Several clinical trials demonstrated that the use of genotypic resistance data is associated with improved virologic and clinical outcome in salvage therapy and can be cost-effective [27
]. When sequence data are available to direct the choice of a new regimen and a known resistance mutation is found, it seems plausible that the respective drug has lost antiviral activity and should be discontinued. Specific combinations of antiretroviral agents can exert conflicting genetic pressures [30
]. A novel strategy that remains to be established is the continued use of certain individual compounds with the goal to preserve “suppressor mutations” impairing the evolution of resistance to other compounds [4
Some authors have suggested continuing 3TC therapy even in the context of high-level 3TC resistance [18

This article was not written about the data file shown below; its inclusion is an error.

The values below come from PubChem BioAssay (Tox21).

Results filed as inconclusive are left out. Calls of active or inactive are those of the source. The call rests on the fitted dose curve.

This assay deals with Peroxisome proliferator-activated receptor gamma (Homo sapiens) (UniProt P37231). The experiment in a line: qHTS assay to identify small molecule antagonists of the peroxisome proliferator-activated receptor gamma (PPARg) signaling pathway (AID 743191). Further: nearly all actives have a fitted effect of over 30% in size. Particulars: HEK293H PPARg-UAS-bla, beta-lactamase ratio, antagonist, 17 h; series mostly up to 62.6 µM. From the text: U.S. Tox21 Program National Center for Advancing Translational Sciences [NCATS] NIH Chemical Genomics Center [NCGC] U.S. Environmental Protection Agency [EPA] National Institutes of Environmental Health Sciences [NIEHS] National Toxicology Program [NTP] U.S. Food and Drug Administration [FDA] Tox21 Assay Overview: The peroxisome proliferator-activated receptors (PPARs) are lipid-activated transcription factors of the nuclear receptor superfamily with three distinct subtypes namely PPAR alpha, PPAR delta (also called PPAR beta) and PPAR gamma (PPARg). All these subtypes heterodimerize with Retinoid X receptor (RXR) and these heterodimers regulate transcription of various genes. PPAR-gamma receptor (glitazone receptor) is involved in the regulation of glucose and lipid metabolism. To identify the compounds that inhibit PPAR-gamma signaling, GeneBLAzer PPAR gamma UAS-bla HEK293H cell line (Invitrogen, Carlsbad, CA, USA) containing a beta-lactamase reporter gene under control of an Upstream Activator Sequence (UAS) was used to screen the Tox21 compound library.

]. The strategy is to preserve the resistance mutation M184V, which has been linked to an HIV-1 reverse transcriptase with altered biochemical properties. Previous in vitro
studies have shown that M184V may not delay the emergence of some protease inhibitors (PI) mutations [34
], but of some PI and NNRTI [12
]. In our study we test for NRTI-NNRTI interactions allowing for structural or functional constraints within the RT enzyme to interfere with the acquisition of new mutations.
Jonckheere et al.
compared HIV wild-type to M184V mutant virus with three different stable doses of NVP in the absence of 3TC pressure [35
]. Breakthrough of NVP-resistant virus was generally observed one passage later with M184V mutant than with wild-type virus. This study is in agreement with our results, but did not address the effect of concomitant 3TC pressure on diverse clinical isolates. Diallo and Balzarini et al.